The CRNA Symposium will take place on Sunday morning and will cover a broad range of topics including post- tonsillectomy hemorrhage, endocrine conditions, idiopathic spine management and much more. It will feature several excellent speakers including Nathan Jones, Julie Soelberg, Robert Simon, Randall Brenn, Judy Audus, Margaret Hartig, Rhonda Martone, Barbara Dezayas and Doyle Lim.
Finally, we have replaced Jeopardy with “Who wants to be a millionaire?” Jim Fehr, Sam Wald, and Stuart Hall will host this new session. We hope to use the new format to encourage audience participation - so come prepared to participate when the contestants “phone a friend” or “ask the audience.” The planning committee has worked tirelessly to create a fantastic program. I thank each of them for their teamwork, commitment, and dedication. As I conclude my service on the meeting planning team I thank Randy Flick (for his encouragement and guidance), Kirk Lalwani (for his astute insights), Rita Agarwal (for questioning our assumptions and making great suggestions), Jennifer Lee-Summers (for working efficiently and tirelessly to get the grunt work done and keeping me on my toes), Melissa Brooks and Nathaniel Greene (for deciphering all the PBLD files and putting together our PBLD offerings), Peggy McNaull and Andrea Dutoit (for being the diesel engines behind the workshop organization) and of course Kim Battle who has been the steady anchor who has kept us on the path of the straight and narrow and finally Shobha Malviya who has been incredibly supportive throughout my time on the committee.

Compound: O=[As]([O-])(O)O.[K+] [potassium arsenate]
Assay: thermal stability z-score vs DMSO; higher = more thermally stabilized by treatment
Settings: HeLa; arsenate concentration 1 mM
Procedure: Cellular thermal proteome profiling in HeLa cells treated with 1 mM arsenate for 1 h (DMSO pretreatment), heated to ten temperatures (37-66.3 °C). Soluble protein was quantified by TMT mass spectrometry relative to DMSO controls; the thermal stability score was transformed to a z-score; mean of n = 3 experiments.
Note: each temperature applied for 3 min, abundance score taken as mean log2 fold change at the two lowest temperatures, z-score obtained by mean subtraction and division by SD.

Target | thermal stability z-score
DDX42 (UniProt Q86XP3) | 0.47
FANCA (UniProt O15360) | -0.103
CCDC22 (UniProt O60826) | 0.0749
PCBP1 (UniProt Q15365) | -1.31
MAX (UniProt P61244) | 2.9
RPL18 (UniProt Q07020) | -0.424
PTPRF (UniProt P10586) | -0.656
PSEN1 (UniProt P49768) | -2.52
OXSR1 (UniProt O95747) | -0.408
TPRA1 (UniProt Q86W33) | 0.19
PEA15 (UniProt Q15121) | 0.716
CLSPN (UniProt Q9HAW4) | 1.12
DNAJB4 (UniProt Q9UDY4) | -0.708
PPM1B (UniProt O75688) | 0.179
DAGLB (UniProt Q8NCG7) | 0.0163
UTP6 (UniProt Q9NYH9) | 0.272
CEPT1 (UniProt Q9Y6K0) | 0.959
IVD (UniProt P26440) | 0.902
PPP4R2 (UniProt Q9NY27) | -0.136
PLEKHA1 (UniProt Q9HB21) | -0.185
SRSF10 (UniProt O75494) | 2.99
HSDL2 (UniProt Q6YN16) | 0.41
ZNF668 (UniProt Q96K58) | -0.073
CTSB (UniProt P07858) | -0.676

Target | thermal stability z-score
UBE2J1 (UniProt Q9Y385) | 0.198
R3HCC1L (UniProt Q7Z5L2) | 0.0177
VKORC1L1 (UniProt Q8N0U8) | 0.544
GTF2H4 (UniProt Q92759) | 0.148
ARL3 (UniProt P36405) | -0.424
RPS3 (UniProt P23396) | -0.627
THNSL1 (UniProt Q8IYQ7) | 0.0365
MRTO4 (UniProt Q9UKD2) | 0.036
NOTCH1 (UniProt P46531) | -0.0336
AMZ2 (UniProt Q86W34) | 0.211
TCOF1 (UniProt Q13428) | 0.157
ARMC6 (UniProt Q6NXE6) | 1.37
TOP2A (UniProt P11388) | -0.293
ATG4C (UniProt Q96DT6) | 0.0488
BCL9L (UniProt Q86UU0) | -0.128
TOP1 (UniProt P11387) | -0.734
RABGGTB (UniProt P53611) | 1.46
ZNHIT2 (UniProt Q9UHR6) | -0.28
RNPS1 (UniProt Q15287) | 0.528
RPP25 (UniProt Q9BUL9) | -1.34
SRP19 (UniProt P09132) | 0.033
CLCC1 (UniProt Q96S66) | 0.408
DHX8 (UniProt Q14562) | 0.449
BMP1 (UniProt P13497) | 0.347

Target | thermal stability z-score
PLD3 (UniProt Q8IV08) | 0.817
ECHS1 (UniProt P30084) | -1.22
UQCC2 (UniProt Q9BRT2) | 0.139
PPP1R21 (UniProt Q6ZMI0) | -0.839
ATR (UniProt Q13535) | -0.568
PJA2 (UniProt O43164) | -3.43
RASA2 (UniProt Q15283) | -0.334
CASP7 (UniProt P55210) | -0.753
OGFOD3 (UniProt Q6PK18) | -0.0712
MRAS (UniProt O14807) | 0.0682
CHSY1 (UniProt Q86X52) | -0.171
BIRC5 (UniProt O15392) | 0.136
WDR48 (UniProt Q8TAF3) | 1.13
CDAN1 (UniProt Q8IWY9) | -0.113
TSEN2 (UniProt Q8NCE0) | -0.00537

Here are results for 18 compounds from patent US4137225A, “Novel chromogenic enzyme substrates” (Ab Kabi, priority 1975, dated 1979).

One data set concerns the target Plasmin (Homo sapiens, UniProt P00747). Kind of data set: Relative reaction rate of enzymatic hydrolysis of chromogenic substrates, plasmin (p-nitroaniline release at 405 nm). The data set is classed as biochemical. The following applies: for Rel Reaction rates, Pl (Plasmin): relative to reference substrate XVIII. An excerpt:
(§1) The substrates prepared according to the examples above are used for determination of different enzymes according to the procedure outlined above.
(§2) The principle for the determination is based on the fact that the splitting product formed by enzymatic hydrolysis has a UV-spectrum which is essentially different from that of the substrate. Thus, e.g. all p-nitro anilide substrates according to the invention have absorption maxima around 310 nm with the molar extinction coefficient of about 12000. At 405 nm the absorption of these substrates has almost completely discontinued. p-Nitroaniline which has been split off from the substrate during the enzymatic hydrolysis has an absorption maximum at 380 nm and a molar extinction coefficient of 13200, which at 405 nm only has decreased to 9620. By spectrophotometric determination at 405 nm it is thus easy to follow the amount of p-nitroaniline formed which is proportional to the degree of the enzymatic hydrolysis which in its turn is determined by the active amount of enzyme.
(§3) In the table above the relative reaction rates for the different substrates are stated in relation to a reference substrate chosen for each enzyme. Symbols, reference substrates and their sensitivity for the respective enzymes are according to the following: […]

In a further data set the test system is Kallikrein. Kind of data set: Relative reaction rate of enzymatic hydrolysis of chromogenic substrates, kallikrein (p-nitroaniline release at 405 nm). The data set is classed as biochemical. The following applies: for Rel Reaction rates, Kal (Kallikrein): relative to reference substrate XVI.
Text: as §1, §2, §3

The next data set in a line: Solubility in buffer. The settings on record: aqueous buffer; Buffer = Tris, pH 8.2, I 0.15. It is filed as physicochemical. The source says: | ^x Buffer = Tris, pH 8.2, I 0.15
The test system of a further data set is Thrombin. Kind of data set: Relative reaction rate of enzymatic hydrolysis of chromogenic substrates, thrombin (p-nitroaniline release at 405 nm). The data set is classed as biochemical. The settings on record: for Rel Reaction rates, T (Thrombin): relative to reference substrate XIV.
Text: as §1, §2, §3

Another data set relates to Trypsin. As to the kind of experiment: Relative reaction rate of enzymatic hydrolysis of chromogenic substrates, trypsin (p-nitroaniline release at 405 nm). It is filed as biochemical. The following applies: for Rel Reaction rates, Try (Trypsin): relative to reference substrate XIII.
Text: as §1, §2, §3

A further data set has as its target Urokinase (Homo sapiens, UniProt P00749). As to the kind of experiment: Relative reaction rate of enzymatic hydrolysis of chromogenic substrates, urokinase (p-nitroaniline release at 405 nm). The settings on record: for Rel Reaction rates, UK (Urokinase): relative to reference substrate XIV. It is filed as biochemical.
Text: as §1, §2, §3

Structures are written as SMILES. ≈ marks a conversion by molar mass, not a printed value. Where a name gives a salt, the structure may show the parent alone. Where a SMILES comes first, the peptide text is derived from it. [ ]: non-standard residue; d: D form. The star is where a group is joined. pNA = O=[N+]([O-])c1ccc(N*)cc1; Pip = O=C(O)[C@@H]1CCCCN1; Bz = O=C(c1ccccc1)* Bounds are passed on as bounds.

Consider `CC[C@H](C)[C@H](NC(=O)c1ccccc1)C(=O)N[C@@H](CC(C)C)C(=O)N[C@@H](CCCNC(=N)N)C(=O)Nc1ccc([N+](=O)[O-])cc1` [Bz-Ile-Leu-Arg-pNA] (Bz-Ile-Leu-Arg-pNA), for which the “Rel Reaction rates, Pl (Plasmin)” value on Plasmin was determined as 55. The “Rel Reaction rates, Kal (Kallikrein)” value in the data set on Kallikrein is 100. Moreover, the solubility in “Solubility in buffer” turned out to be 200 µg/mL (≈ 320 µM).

“Your time is limited, so don't waste it living someone else's life. Don't be trapped by dogma - which is living with the results of other people's thinking. Don't let the noise of other's opinions drown out your own inner voice. And most important, have the courage to follow your heart and intuition. They somehow already know what you truly want to become. Everything else is secondary.” - Steve Jobs.